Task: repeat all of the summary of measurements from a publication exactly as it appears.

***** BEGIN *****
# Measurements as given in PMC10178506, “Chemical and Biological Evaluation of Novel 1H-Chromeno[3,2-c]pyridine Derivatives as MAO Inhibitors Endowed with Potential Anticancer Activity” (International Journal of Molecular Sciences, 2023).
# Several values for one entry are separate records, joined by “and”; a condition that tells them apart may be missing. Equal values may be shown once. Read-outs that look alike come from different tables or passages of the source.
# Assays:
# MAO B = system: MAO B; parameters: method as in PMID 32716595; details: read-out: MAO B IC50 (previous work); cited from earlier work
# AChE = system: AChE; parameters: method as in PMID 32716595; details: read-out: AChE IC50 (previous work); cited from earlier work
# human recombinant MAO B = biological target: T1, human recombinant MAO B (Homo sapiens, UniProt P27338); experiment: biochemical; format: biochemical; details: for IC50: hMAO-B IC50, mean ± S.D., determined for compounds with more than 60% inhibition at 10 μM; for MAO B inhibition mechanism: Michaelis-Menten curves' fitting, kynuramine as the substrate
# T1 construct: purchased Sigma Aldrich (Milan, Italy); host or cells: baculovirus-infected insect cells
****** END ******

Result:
# Measurements as given in PMC10178506, “Chemical and Biological Evaluation of Novel 1H-Chromeno[3,2-c]pyridine Derivatives as MAO Inhibitors Endowed with Potential Anticancer Activity” (International Journal of Molecular Sciences, 2023).
# Several values for one entry are separate records, joined by “and”; a condition that tells them apart may be missing. Equal values may be shown once. Read-outs that look alike come from different tables or passages of the source.
# Assays:
# MAO B = system: MAO B; parameters: method as in PMID 32716595; details: read-out: MAO B IC50 (previous work); cited from earlier work
# AChE = system: AChE; parameters: method as in PMID 32716595; details: read-out: AChE IC50 (previous work); cited from earlier work
# human recombinant MAO B = biological target: T1, human recombinant MAO B (Homo sapiens, UniProt P27338); experiment: biochemical; format: biochemical; details: for IC50: hMAO-B IC50, mean ± S.D., determined for compounds with more than 60% inhibition at 10 μM; for MAO B inhibition mechanism: Michaelis-Menten curves' fitting, kynuramine as the substrate
# T1 construct: purchased Sigma Aldrich (Milan, Italy); host or cells: baculovirus-infected insect cells